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Samsung profit sags amid Chinese competition


Chinese rivals are chipping away at Samsung's profit.


Samsung Electronics' second-quarter profit fell nearly 20 percent as cheaper phones from Chinese makers sapped its sales and the market is waiting for Apple's next iPhone.

The Suwon, South Korea-based company said Thursday it posted a net profit of 6.25 trillion Korean won (about US$6.1 billion) for the quarter, down from close to 8 trillion won a year before.

Revenue was over 52 trillion won, almost 9 percent down from the same quarter last year. Earlier this month, Samsung issued a revenue guidance in the range of 51 to 53 trillion won.


Samsung attributed its poor sales of mid- to low-end handsets to intensified price competition from Chinese manufacturers and sluggish demand in Europe. It also blamed its performance on weaker global demand for tablets.

Operating profit in the mobile business fell about 30 percent from a year earlier to 4.42 trillion won, while revenue dropped 20 percent to 28.5 trillion won in the quarter.

In the second half of 2014, market demand will grow due to strong seasonality but price competition will also intensify, said Hyunjoon Kim, senior vice president in Samsung's mobile communications division, during an earnings conference.

To compete against cheaper Chinese smartphones, Samsung will "respond actively" in terms of price and by focusing on a small number of product lines to improve profitability in the mid- to low-end segment. The company is preparing two new large-screen flagship smartphones as well as new lineups of lower-end phones in the global market in the second half.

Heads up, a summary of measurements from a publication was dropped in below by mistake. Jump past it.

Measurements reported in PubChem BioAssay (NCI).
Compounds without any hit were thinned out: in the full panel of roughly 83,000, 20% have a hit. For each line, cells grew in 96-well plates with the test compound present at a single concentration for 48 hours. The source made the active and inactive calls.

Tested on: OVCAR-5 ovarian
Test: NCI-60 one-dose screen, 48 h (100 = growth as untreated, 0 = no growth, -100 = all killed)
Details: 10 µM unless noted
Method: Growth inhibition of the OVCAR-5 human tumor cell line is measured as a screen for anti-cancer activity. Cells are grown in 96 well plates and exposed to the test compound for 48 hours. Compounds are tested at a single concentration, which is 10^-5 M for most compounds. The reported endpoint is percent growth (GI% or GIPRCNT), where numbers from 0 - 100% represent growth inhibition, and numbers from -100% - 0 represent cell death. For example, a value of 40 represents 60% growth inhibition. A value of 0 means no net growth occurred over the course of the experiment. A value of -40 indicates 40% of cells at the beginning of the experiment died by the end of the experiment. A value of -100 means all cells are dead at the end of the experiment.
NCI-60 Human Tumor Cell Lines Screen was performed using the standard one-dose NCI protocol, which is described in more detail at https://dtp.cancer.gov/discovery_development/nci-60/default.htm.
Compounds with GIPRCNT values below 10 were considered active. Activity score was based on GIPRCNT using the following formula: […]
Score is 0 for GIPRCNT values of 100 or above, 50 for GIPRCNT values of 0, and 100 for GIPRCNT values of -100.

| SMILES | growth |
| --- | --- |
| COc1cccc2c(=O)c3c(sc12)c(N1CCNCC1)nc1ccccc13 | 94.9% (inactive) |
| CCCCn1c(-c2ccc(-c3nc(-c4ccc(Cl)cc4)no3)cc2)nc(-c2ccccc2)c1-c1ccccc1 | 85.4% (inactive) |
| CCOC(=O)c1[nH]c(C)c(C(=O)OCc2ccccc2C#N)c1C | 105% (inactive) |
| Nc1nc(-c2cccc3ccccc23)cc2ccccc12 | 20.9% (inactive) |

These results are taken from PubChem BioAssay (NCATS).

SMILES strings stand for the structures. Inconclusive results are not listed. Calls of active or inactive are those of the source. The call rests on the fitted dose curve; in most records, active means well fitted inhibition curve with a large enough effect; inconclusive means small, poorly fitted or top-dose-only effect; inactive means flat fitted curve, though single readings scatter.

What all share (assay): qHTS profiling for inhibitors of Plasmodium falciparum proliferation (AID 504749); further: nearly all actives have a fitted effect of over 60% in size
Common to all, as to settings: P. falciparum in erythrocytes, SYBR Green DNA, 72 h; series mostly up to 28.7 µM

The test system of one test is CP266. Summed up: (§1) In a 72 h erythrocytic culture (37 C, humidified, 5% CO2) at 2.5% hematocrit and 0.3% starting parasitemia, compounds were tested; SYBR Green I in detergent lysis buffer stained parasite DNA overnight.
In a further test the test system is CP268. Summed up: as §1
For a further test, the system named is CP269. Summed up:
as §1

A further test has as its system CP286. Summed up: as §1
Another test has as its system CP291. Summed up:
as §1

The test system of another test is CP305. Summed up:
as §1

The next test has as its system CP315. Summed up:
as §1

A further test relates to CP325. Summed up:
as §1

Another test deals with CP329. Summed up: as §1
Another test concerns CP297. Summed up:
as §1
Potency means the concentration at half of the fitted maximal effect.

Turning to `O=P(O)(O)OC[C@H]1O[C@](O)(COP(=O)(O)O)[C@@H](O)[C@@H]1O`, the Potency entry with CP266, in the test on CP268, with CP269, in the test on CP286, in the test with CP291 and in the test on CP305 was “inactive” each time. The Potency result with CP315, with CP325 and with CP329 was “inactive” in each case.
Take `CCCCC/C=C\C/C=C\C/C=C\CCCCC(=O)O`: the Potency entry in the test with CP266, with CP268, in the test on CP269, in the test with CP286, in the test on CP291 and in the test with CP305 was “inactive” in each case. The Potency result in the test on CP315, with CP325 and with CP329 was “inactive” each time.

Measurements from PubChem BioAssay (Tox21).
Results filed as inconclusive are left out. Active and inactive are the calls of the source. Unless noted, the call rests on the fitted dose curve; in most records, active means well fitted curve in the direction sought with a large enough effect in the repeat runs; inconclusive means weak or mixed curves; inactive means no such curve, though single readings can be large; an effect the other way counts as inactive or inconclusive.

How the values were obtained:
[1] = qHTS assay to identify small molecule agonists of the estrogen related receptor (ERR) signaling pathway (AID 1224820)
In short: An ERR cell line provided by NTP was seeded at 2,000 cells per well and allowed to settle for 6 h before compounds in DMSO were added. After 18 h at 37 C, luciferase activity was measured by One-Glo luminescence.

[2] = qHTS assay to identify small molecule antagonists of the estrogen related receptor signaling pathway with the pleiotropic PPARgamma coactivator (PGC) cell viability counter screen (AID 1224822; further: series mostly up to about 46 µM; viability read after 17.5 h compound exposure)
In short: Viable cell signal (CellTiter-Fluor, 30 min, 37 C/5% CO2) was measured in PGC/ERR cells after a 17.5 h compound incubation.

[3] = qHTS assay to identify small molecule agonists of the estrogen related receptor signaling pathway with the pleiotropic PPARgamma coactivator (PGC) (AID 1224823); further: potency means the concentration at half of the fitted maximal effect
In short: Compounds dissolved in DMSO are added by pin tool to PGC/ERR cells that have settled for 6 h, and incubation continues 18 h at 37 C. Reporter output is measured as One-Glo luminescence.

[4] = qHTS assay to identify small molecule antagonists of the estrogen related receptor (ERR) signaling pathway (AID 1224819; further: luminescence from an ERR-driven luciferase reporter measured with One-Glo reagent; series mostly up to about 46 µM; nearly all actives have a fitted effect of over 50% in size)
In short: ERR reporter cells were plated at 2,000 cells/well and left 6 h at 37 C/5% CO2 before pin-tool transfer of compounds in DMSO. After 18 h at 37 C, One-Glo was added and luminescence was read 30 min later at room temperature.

Kim also said the company sees more growth potential in the wearable device market, and will aim for diverse portfolios. He did not provide any details.

Samsung also said in a statement it will increase the availability of its Galaxy Tab S and Galaxy Tab 4.

The world's largest smartphone maker shipped 74.3 million smartphones in the second quarter, according to IDC research. Samsung's global market share fell to 25 percent from 32 percent a year earlier while Chinese manufacturers Huawei Technologies and Lenovo expanded their presence, IDC said earlier this week.

Smartphone users are anticipating Apple's rumored announcement of the new iPhone 6, which is said to feature a larger screen than the current 4-inch display. Apple typically launches iPhone models in mid-September in time for the holiday shopping season.

"We expect 5.5-inch screens to grow more," Melissa Chau, a senior research manager at IDC in Singapore, said in a phone interview. "We've seen the trend already that a quarter of smartphones have a 5-inch screen or bigger. It's just big enough to watch video."

Phones packing screens measuring 5.5 inches to under 7 inches, known as phablets, are also eating away at the 7-inch tablet market, Chau added.

Samsung had planned to release the first smartphone running the Tizen OS, the Samsung Z, with a roll out in Russia. Tizen is an open source, Linux-based system that the South Korean company is backing to challenge dominant smartphone software players Google and Apple.

Tizen would have been a good move if Samsung could have done it by now, Chau said, because the company has the scale to convert its existing feature phones without directly competing against Android.

"The ship for adding another ecosystem may have already sailed," she added.

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